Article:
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WHAT WILL HAPPEN IF I DON’T FILE MY TAX RETURN ON TIME? WHAT IF I HAVE TAXES FROM PAST YEARS THAT I STILL NEED TO FILE?

August 17, 2016 | BANKRUPTCY

This year, 2013 individual tax return filings are due to the Internal Revenue Service (IRS) no later than April 15, 2014. The deadline is the same for state, local, and school district taxes in Ohio. A common and unfortunate misconception for tax filers is that taxes owed do not become due until the return is filed. That is not the case. Any taxes owed for 2013 tax year are due to be paid to the IRS, State, etc. by April 15, 2014, regardless of whether the return is filed. Many will say, “I couldn’t afford to pay the taxes I owed, so I didn’t file them.” This misconception often puts the tax filer in a worse position than if he had simply filed the tax return on time, even without the ability to pay the amount owed.

If you owe:

If you have completed your individual tax return (Form 1040, 1040A or 1040EZ) and find that you owe taxes this year you should file your return on time. Before filing your return, you may wish to ask your accountant or CPA how you may be able to reduce your tax liability. For example, if you have an IRA, SEP-IRA, or individual 401K, you may still be able to make a contribution that will apply to the 2013 tax year to reduce your tax liability. Remember, if you fail to file on time, it does not mean that the money you owe is not yet due. Instead, the IRS will immediately assess a late-filing penalty and late-payment penalties as well as to assess an amount owed based on information made available to the IRS from your employer or others. The IRS will then begin tacking on interest to the assessment of taxes due. To prevent this, file your return on time. If you have the ability to send the full payment or a partial payment toward the amount owed, do so. If you need more time to pay and owe less than $50,000.00, you may wish to request an installment agreement by filling out Form 9465, or go online to fill out a request for an installment agreement by clicking here.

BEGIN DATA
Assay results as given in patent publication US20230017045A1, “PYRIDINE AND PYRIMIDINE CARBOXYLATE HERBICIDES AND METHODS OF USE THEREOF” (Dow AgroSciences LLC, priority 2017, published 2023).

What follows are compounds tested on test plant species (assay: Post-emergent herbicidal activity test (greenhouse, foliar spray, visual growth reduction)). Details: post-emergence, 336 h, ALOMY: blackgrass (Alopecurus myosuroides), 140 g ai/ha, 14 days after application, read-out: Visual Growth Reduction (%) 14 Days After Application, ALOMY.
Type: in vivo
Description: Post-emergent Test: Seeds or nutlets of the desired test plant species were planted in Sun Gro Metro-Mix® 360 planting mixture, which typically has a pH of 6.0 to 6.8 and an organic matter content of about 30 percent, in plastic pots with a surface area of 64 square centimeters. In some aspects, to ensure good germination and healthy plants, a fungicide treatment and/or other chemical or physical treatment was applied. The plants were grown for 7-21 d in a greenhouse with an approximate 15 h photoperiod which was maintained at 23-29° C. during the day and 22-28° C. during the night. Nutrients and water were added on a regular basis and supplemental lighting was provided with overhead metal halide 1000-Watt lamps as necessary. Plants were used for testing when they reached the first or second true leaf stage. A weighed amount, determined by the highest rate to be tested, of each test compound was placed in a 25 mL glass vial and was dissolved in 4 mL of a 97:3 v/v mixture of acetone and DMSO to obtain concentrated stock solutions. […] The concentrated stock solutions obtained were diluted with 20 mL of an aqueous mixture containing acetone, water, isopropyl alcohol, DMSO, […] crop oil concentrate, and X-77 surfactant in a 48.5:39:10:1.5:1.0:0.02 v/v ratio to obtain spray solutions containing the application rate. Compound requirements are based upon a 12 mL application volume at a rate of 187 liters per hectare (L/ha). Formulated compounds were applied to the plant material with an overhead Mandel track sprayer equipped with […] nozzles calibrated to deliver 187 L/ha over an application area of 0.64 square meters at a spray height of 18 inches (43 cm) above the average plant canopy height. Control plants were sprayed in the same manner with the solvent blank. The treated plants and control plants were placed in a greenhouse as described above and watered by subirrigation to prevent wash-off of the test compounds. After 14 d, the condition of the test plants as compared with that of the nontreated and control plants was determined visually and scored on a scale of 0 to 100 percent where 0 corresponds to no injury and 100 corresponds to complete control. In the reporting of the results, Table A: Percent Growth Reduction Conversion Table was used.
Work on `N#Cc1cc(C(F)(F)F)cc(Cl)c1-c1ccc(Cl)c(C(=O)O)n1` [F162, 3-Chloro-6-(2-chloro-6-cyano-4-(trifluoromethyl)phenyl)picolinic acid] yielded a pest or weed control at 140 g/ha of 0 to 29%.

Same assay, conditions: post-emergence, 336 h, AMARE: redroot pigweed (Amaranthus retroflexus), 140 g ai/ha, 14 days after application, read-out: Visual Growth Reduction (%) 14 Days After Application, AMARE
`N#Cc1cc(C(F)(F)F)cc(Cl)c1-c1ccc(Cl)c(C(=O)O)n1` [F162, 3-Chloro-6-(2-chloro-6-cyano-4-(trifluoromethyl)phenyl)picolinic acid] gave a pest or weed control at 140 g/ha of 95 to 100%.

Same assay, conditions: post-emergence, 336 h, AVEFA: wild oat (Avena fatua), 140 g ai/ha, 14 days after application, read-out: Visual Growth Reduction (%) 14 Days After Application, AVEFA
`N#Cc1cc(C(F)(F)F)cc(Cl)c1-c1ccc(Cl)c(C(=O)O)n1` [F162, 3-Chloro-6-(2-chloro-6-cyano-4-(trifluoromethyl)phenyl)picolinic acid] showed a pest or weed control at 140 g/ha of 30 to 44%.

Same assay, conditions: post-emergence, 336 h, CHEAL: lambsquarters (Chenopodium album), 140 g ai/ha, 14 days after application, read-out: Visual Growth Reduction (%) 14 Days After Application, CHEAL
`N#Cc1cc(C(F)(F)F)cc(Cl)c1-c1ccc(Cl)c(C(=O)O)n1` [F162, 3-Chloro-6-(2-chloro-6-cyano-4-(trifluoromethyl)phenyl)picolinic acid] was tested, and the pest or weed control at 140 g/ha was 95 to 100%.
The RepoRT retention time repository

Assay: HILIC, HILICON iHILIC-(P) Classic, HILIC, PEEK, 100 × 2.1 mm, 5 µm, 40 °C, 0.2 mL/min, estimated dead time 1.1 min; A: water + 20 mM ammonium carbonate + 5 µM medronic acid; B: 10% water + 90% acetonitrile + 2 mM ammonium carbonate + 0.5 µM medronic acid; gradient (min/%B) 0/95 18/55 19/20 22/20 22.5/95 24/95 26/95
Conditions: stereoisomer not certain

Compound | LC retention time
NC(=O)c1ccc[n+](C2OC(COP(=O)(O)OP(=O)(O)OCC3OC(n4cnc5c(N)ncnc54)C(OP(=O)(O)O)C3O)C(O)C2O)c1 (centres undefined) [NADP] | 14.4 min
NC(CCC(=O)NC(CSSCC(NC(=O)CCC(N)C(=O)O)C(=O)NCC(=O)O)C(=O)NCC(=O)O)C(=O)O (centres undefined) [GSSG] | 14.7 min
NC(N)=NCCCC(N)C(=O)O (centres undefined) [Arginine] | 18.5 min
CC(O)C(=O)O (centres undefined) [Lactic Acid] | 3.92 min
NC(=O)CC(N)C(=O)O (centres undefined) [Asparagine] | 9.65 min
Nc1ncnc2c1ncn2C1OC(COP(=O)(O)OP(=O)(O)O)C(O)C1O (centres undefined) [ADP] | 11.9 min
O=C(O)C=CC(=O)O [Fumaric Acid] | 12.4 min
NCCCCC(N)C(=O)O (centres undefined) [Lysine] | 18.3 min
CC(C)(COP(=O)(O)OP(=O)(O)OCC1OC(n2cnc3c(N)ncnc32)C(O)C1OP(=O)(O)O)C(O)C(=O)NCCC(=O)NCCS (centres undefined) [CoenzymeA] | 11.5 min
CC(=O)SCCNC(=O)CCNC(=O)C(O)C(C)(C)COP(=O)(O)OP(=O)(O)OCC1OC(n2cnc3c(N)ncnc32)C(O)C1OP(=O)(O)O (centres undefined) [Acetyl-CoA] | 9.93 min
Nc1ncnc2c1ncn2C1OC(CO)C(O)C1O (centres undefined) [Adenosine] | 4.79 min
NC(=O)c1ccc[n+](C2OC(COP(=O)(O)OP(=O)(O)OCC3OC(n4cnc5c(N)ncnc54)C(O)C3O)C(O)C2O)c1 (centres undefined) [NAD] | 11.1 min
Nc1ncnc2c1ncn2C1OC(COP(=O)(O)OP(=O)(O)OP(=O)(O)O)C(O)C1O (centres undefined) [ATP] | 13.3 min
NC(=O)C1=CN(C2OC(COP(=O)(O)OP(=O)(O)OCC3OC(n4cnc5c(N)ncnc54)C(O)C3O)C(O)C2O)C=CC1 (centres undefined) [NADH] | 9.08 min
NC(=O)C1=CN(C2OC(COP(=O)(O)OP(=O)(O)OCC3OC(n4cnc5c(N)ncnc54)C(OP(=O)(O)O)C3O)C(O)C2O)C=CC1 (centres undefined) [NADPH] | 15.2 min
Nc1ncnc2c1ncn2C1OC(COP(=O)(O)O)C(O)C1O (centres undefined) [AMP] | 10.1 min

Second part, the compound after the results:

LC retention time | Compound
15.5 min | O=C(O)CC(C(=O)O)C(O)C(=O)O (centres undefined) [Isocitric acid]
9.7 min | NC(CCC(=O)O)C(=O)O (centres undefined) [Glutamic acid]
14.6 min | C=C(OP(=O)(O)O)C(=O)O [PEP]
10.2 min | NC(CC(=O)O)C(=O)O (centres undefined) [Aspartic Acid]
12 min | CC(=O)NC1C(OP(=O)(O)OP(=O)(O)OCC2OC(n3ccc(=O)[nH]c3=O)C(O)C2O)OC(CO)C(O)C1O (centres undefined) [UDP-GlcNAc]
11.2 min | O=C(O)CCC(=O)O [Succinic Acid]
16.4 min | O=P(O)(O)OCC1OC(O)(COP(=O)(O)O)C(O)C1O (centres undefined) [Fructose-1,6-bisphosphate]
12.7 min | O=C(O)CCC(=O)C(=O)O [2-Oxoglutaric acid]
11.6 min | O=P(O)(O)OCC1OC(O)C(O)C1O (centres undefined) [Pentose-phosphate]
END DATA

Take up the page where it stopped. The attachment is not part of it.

If you are due a refund:

If you are due a refund from the IRS or State, you will also want to file your return on time. Otherwise, your refund may be reduced by late-filing penalties. You may also lose your ability to claim tax credits or receive a refund all together if you file too late.

If you have past due taxes that you still need to file:

You should file taxes for previous tax years due and not yet filed in the same way and to the same mailing location you would file an on-time return. However, if you have received a notice or request from the IRS to complete and send your past due return to a certain address, comply with the request in the notice. You can find Federal Forms by going to www.irs.gov and typing 1040 along with the tax year you need to file into the site search bar.

If you cannot afford to pay all of your monthly debt payments and you owe tax debt, you may want to consider filing a Chapter 13 bankruptcy. This type of bankruptcy case can stop interest and penalties from accruing on past due tax debt and allow you to pay off all of your debts, including your tax debt, in one affordable monthly payment. Contact Laura Nesbitt at The Nesbitt Law Firm today for more information.



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